A Woodbridge woman has been arrested, following a fight, and a high-speed car chase.

According to Prince William police, officers were called to Varsity Drive in Woodbridge for a fight. When an office arrived, they got information that the victim, a 51-year old Woodbridge man, had been stabbed, and 40-year old Woodbridge woman Tina Scales left the scene in a vehicle, stated Prince William police.

An investigation showed that the victim had attempted to stop Scales and another individual from physically fighting. During the incident, Scales stabbed the victim in the abdomen twice before fleeing, according to Prince William police.

The officer – in their police cruiser – located Scales leaving the scene in a vehicle. The vehicle was driving at a high speed and almost hit the officer’s cruiser head on, stated Prince William police.

Prince William police stated that the officer was able to avoid a collision, and followed the vehicle on Interstate-95 North. Scales stopped the vehicle just before the Fairfax County line, and was arrested, according to Prince William police.

According to Prince William police, Scales was determined to be under the influence of alcohol at the time of the incident.

The victim was flown to an area hospital for non-life threatening injuries, stated Prince William police.

Prince William police have charged Scales with malicious wounding, eluding, and driving under the influence.

What happens when lawyers update a database without a good backup?

  • JTC Inc.
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When a lawyer walks into the courtroom, they need to know that they have all of their information and records they need. In many cases this is sensitive information that can have a big impact on a client’s case. But what if that information were to vanish during a system update?

This is something a law firm really can’t afford, when it comes to building their business, and providing a reputable service that clients can count on. And this is why law firms and lawyers need to have a good backup of all of their records and files available, in case something goes wrong.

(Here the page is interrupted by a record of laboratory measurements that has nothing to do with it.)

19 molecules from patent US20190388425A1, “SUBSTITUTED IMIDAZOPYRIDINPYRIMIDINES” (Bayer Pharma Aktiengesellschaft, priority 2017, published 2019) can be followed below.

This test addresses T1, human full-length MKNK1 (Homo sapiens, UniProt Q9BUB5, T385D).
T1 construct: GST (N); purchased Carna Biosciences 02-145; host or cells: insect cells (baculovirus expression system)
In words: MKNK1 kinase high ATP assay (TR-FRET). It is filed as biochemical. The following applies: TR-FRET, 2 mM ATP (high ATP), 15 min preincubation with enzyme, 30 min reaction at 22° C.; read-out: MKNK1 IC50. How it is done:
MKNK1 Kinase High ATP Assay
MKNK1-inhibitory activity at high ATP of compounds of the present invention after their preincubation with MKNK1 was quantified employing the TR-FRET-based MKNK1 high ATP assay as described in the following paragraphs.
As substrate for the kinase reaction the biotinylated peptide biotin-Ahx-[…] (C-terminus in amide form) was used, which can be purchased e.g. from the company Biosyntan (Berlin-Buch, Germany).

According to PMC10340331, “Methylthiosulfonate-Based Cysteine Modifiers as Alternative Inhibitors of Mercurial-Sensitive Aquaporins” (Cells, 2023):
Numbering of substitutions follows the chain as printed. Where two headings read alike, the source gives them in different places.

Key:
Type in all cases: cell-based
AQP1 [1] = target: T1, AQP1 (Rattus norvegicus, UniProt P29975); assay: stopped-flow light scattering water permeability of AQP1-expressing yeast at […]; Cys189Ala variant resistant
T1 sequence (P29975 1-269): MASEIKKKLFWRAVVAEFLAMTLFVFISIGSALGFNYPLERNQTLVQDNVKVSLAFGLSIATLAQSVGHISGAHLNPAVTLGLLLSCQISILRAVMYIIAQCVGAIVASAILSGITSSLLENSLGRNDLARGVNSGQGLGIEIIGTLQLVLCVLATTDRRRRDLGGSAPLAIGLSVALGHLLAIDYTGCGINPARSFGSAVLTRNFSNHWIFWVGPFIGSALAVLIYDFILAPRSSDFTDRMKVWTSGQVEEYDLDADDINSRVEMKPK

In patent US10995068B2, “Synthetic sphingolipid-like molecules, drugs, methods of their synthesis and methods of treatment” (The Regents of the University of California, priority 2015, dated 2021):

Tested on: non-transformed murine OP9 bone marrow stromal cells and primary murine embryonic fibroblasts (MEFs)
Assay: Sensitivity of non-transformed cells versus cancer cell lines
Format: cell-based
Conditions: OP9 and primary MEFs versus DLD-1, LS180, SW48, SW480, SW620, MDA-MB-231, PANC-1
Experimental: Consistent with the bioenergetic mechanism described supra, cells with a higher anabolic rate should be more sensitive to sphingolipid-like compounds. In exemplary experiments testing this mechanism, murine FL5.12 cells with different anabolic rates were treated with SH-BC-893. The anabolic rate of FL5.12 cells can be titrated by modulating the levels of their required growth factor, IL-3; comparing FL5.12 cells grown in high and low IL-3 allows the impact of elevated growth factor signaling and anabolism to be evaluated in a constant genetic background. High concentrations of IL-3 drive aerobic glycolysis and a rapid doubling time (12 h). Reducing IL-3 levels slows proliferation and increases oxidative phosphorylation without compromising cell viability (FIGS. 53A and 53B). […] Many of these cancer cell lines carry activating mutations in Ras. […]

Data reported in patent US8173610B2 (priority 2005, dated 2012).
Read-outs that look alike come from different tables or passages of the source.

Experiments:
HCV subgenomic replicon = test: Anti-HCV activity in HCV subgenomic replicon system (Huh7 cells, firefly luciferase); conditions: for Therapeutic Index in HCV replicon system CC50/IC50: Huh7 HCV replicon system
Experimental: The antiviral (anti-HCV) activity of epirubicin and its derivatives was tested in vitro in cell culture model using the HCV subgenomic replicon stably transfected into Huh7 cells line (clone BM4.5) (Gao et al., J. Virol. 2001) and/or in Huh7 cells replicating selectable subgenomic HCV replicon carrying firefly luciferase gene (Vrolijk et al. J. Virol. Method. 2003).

“If you don’t have a backup, you’re taking a huge risk of losing data,” said JTC, Inc. spokeswoman Kristen Maxey.

If a lawyer is utilizing legal billing software or an electronic records platform, you’re going to have to update these programs from time to time, as updates and patches are released. And if you don’t utilize the services of an IT company, like JTC, Inc. you may end up accidentally wiping some of these crucial records.

Especially when you’re doing a big update to one of these databases, it’s important to have both a local and off-site backup of your records. That is something that JTC, Inc. can manage.

“You have the potential for corrupting files. Because when you’re updating a database, there are sometimes what’s called ‘schema’ changes, which is changes to the format of the database itself. When you do a large update like that, there’s always a risk or potential for corruption because you’re doing mass changes to the database,” said JTC, Inc. Solution Architect Chris Dittrich.

JTC, Inc. will not only help with installation, but they will manage and alert you about system updates, assist with the updating process, and maintain an off-site copy of the records you need.

As a growing business, don’t risk losing your data. Legal billing software can save you time, and JTC, Inc. can keep your software and databases backed up and secure.

News
Indecent exposure at Woodbridge apartment leasing office

Another indecent exposure incident took place in Woodbridge, yesterday afternoon.

According to Prince William police, officers were called to the Misty Ridge Apartments leasing office on Delaware Drive in Woodbridge for an indecent exposure.

The victim – a 27-year old Fredericksburg woman – told officers that she was closing the leasing office for the day, when an unknown individual knocked on the door, asking to use the office’s bathroom, stated Prince William police.

Prince William police stated that the victim agreed, and allowed the man inside the office. When he was inside the office, he then asked about leasing an apartment, asking for a tour, stated Prince William police.

During the incident, the individual exposed himself and made an obscene gesture, before the victim told him to leave, according to Prince William police.

Prince William police are currently looking for the individual who is described as a black male, between 25 and 27 years old, 5’3” and 160 pounds with a medium build, short black hair and brown eyes. He was last seen wearing a white t-shirt and white tennis shoes.